Helen Jones Gallery shows the eclectic passions of its owner
By Duffy Kelly
Longtime Sierra Oaks resident Helen Jones knows there’s a good reason the word art is a big part of the word heart. For seven decades and counting, she’s all about putting art in the hearts of Sacramentans.
Her eclectic blend of paintings, watercolors, sculpture, ceramics and even hand-painted furniture have a way of delighting the senses and making you re-think your gift-giving plans for years to come. Her selections come from her worldwide travels and myriad experiences as the chief of staff for Sen. Wadie Deddeh and the wife of a professional baseball pitcher.
“I have to like it or I can’t sell it,” she says. “My tastes are very eclectic, hence the gallery is very eclectic.”
Jones, a native Sacramentan and now 81 years old, opened her gallery in Town & Country Village in 1988 and has been going strong ever since. She’s represented some of the finest local, regional, national and international artists, allowing her to offer collectors a wide variety of media. She moved to Arden Town a year ago and still offers in-home trials, in-house custom framing by David Markle, as well as the terrific bonus of having interior designer and art decor consultant Cary Perrotte visit homes or offices to help collectors visualize where and how new art will complement their environment.
With Perrotte’s touch, people see how just tweaking pictures on a wall, or making room for that one special bronze, can transform the flow of a room, Jones says. It’s that kind of personal service that’s been a hallmark of her gallery for 25 years. The next trick up her long sleeve of creative tricks is to host special art shows featuring local children’s artwork.
“We pride ourselves on our framing,” Jones says. “All artwork stays here and is framed on the premises. Our attention to detail and careful handling of artwork make a big difference to the community.”
She married her high school sweetheart, Gordon Jones, whose career as a pitcher took them around the country, to Cuba and to Venezuela. (He pitched for the St. Louis Cardinals in the mid-1950s, for the New York Giants in the late ’50s, the Baltimore Orioles in 1960 and 1961, Kansas City in 1962 and Houston in the mid-1960s. As Gordon threw pitches, Helen watched artists throw pots and fell in love with all types of artwork from all over the globe.
In October 2012 she fell in love with the work of James Lu, a phenomenally talented Chinese painter whose originals sell for hundreds of thousands of dollars and are on permanent display at galleries from Japan to China to New York to San Francisco. Jones then introduced Lu to the Crocker Art Museum and with the help of her matchmaking skills, Lu donated one of his originals to the Crocker’s permanent collection. Another one of his originals will be auctioned at the museum’s June 1 auction.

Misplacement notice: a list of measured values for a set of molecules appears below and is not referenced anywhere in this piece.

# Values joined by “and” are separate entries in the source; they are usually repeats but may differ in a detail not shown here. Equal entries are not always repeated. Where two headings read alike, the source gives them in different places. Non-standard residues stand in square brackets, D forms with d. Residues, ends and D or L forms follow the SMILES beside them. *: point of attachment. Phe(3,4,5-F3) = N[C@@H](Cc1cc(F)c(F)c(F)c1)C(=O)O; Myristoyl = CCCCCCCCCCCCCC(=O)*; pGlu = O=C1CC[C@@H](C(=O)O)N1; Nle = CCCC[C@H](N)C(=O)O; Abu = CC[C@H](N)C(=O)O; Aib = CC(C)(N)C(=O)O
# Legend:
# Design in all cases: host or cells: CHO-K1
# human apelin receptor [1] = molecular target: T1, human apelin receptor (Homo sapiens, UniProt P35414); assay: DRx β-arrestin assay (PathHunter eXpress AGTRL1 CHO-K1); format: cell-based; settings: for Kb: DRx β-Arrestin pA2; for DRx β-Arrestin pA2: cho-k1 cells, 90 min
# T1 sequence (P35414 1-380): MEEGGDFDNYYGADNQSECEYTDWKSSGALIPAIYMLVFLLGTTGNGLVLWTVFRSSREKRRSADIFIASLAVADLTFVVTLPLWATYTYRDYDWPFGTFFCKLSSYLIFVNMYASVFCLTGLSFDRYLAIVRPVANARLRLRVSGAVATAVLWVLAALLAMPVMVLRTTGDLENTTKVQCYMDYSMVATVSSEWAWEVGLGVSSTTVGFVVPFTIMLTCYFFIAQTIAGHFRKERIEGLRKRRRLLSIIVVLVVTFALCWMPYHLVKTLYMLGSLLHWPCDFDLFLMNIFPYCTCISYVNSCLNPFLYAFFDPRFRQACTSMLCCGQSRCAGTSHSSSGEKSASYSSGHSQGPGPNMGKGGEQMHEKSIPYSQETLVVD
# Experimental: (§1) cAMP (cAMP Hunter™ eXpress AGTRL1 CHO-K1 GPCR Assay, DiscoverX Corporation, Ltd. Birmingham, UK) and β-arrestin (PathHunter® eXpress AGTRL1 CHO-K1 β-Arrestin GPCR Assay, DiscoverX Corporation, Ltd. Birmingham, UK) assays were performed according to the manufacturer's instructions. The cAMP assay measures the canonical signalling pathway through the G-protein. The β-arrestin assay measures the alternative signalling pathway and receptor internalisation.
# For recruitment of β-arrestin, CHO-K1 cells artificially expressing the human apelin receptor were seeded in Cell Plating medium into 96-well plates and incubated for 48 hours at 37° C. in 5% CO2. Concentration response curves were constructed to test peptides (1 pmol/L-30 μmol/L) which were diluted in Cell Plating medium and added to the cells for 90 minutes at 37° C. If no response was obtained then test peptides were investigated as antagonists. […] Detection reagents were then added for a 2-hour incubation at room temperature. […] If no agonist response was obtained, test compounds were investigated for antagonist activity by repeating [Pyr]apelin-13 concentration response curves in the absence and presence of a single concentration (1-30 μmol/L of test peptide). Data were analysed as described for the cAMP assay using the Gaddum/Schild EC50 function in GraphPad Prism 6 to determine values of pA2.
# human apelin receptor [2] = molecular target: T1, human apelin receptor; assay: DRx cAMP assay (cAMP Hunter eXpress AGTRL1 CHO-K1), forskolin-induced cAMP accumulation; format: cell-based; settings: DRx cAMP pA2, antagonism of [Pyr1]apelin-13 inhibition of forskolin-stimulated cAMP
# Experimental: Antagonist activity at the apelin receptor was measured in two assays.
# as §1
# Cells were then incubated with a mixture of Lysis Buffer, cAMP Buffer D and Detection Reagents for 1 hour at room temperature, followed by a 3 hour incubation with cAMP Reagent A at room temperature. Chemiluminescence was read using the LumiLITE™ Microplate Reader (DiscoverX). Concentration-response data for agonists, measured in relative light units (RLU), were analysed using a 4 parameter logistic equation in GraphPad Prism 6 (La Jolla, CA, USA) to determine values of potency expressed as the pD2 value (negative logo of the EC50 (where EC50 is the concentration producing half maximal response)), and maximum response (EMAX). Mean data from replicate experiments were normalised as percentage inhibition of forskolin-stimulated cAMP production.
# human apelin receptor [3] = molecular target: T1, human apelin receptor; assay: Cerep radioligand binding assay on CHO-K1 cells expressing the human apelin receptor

Other works at her gallery include those by Gregory Kondos, Sergey Gristak, Sergei Yatsenko, Stella Steves, Robert Wee, Valerie Kagounkin, Pino, Donald Roller Wilson, Yuroz, Guy Buffet, Theo Tobiasse and Tamara Magdalina.
Despite the success of her gallery, Jones says her greatest success in life is raising three children: Gary Jones, owner of a video production company in Sacramento; Greg Jones, a publishing consultant; and Janet Berry, the first woman chief judge of the 2nd Judicial District Court of Reno.
And then there are Sophie and Jules Verne, Jones’ two trusty and perfectly coiffed dogs who work by her side every day at the gallery, greeting guests and helping keep the oriental area rugs firmly in place. “I give the dogs the day off on Sundays,” she says.
Helen Jones Gallery is at 588 La Sierra Drive in the Arden Town Center. She can be reached at 481-1118.
By Jessica Laskey
If you’ve ever stood in front of a closet of clothes and sighed, “I don’t know what to wear,” then Katia Davies-Kemmler, owner of Katia’s Collections on H Street, is here to save the day—and your wardrobe. She even has a term for what you’re experiencing: closet paralysis.
Kemmler has been the chic proprietress of her beautiful boutique since 1999—a year after “retiring” from her 15-year catering business, Katia Davies Catering. Retirement clearly didn’t last long.
“I wanted to go back to fashion,” Kemmler says, “which is what I did when I first came to Sacramento in 1978. I modeled and worked as a sales associate at the best specialty shop in Sacramento, Canfields & Co.”
It wasn’t just Canfields that gave Kemmler her taste for the sartorial—she was born and raised in Paris, France.
“I grew up surrounded by designers, seamstresses, beautiful textiles and a sense of being well-dressed every day, not just on special occasions,” Kemmler says. “French women have fashion in their blood. We are born with it and we love it.”
You would think that someone with such a wide worldview would seek out clothes from far-flung countries, but not Kemmler. In fact, a key component of her thriving boutique business—and one of which she’s very proud—is that almost all of the clothes she buys are made right here in the United States.
“My business is unique,” Kemmler says, “because unlike department stores or other specialty stores, I search for and buy from small design houses, mostly clothing which is ‘Proudly Made in the USA’ by American designers. My collections all reflect my French heritage, the excellence of American design labels and the current trends in fashion.”
This blend of couture cultures means that just about any woman can wander into Kemmler’s well-appointed space—a cozy storefront she’s occupied since 2008, right next door to friend Steve Benson’s store S. Benson & Co., with whom she shared space on 57th Street when she first started out—and find something she adores.
“I have always said that the key to my business is to understand my clients,” Kemmler says proudly. “Real women want real clothes that flatter their figure, that are age-appropriate and ‘in style.’ They also want clothes that are useful, beautiful, comfortable, practical and affordable.”
Kemmler achieves this balance of fit and flattery with a few basic rules that govern all her purchases, whether she’s at New York Fashion Week—which she attends twice a year—or visiting small, specialized companies in California.